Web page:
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How To Keep Solar Batteries Warm in Winter and Solar Batteries 101

Power - by Joe Weber - updated on 11/3/2023

installing solar panels in the snow

A deep-cycle solar battery is a must-have addition to your solar setup. It stores energy that is captured by the sun to use later in the event you lose power from the utility grid or if the sun mysteriously disappears for a long period.

Learn more about solar energy storage and how to keep these helpful batteries warm and protected during the winter months so your batteries are always healthy and operating efficiently.

What Is A Solar Battery?

Let's start with a simple question. What exactly is a solar battery?

A solar battery is a necessary component of any home or business solar energy system. The batteries store any energy that is collected through solar panels for use when there is no sun to generate energy. Solar panels alone will only generate electricity when there is sunlight. When there is no sun there is no energy available to continue to use things like household appliances, lights or emergency equipment unless your solar energy system also has batteries.

Another downside of not having solar batteries is that any excess energy collected by the solar panels will go straight back to the power grid for others to use. Which, in basic terms, means that you are generating electricity for other people to use.

How Do Solar Energy Storage Batteries Work?

At a basic level, these are the five basic components of the energy storage process.

  1. Solar panels absorb energy from sunlight.
  2. The energy collected flows through an inverter to convert the direct current (DC) electricity to alternating current (AC) electricity.
  3. The AC electricity powers your home.
  4. Any extra energy not used will be used to charge your batteries or exported to the power grid.
  5. When the sun goes down or is blocked by prolonged cloud cover, your home and appliances will use the energy stored in the batteries.

To go a little deeper, let's first have a quick lesson on how solar panel systems work.

When residential solar panels are installed they are typically installed as a "grid-tied" or net-metered solar panel system. Essentially this means that when you are producing more energy than you are using, the leftover electricity is sent back to the power grid for others to use.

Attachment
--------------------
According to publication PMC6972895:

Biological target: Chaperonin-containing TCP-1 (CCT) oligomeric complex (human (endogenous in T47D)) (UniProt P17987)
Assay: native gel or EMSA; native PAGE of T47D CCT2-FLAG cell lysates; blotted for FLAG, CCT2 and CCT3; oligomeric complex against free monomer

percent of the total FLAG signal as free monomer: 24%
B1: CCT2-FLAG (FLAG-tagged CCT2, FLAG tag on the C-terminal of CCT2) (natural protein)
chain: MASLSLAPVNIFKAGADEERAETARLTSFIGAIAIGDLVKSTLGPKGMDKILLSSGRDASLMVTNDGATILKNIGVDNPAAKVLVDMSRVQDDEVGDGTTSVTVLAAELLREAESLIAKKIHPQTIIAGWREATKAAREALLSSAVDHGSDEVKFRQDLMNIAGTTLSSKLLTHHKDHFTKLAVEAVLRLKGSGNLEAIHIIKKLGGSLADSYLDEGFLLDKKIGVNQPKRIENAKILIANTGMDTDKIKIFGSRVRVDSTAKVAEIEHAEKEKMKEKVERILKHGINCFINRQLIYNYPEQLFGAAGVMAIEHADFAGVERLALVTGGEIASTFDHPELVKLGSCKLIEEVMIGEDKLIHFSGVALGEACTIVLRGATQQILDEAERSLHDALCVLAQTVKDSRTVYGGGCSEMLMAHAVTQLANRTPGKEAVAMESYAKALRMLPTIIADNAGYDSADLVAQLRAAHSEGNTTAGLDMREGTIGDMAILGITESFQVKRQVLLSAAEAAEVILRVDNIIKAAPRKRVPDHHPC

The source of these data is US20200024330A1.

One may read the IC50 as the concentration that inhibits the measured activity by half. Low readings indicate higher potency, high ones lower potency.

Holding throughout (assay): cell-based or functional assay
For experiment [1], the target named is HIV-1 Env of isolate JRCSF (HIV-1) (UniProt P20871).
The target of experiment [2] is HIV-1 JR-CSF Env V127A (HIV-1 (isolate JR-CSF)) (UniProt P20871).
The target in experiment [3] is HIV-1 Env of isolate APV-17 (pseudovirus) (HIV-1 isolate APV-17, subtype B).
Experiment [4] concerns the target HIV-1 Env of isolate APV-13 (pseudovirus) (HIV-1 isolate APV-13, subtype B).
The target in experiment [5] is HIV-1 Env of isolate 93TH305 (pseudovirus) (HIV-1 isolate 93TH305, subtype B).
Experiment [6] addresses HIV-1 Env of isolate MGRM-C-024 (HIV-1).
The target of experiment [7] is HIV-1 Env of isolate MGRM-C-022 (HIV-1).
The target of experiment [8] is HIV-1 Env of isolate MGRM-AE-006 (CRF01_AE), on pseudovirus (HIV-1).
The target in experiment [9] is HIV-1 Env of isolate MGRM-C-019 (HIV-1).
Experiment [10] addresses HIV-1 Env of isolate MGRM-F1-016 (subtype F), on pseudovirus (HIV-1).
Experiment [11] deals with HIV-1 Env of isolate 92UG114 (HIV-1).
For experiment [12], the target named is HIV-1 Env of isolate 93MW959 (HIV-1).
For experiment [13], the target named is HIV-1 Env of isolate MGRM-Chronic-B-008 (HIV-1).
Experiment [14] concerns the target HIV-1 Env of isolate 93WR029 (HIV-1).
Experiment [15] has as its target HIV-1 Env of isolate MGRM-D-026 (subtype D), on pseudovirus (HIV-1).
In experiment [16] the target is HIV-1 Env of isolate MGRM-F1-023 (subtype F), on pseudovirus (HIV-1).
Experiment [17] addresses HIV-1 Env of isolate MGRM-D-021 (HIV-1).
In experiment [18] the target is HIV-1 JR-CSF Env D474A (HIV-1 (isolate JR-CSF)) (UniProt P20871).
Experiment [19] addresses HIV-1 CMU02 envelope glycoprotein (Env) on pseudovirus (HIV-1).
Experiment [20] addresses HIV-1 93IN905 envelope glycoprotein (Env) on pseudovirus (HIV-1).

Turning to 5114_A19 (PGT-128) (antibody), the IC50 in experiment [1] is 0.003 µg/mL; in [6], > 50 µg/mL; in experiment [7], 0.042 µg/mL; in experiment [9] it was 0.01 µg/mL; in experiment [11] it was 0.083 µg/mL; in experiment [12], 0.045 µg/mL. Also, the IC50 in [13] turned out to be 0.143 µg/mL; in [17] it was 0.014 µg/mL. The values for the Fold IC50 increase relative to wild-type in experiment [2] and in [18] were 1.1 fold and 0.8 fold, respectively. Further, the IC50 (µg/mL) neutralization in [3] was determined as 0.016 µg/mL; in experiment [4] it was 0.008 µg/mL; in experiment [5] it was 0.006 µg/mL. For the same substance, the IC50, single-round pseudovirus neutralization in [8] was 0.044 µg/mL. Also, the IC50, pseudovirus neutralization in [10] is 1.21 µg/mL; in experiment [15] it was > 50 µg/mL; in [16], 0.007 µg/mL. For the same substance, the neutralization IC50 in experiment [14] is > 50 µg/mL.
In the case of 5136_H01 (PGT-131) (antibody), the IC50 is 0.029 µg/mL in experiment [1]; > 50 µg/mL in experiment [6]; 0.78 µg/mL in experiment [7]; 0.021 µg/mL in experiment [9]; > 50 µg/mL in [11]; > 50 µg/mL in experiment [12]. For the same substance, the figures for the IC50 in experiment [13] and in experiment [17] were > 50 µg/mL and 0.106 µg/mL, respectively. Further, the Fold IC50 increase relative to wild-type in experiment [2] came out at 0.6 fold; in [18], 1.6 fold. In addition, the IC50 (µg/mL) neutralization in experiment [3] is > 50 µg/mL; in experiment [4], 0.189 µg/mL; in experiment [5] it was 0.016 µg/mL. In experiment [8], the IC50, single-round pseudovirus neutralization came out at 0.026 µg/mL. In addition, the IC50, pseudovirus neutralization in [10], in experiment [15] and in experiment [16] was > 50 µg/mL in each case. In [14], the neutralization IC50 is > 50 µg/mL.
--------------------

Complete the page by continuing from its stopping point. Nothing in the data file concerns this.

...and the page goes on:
This also means that you are still connected to the power if you are not producing enough energy and need to use grid power and are then billed for that usage by the utility company as you normally would. Net-metering works by allowing your meter to run in reverse when you produce more electricity than needed as it is released back into the grid.

With a solar plus battery storage system, instead of sending excess electricity to the grid whenever you produce more electricity than you use, you can first use the extra energy to charge your batteries for power when the sun goes down. Rather than drawing energy from the power grid, you will first use up the energy stored in the batteries. If after charging the batteries there is still an excess of energy created, it will then be sent out to the grid.

What Batteries are Good for Solar Energy Storage?

Two chemistries of battery work best for solar energy storage, lithium and lead-acid.

Lithium Iron Phosphate deep cycle batteries provide several benefits compared to other batteries.

  • Higher depth of discharge
  • Considerably longer life
  • Holds a charge for longer
  • Smaller and lighter than other batteries

One drawback of lithium batteries is their cost. With all of the advanced technology that goes into producing lithium batteries, they do tend to be more expensive than lead-acid batteries. However, LiFePO4 batteries last so much longer that you will need to replace them less frequently and end up saving money in the long run.

Lead acid deep cycle batteries, the same chemistry as your car batteries, have been around for decades and have had years and years to evolve into the reliable batteries they are today. They are a great more budget-friendly alternative to lithium that will still provide strong power and ample energy storage for your solar system. Some lead-acid batteries require the occasional maintenance by adding water.

Why Do Batteries Underperform in the Winter Months?

Believe it or not cold is good for batteries, it keeps them from overheating, but too cold can be a problem. Where the cold becomes an issue is when it comes to consistent charging and discharging with deep discharges in very cold temperatures. Due to the cold temperatures, the chemical reactions that take place inside the batteries slow as it's supplied current. Cold temperature reduces current, which then in turn lowers that battery's capacity allowing less energy to be stored in the batteries.

This becomes a problem in renewable energy systems because solar systems usually coincide with higher usage in cold temperatures like during the winter months. With the higher likelihood of utilizing stored energy, reduced capacity can be a huge problem.

Most batteries are designed and rated at 77℉. This means that the battery's technical specifications are based on how the battery performs at 77℉. The technical specs could change if you are using your battery in a colder environment regularly.

How to Protect Batteries from the Cold and the Elements

Keep your batteries warm and protected from the elements by following these recommendations for each type of battery.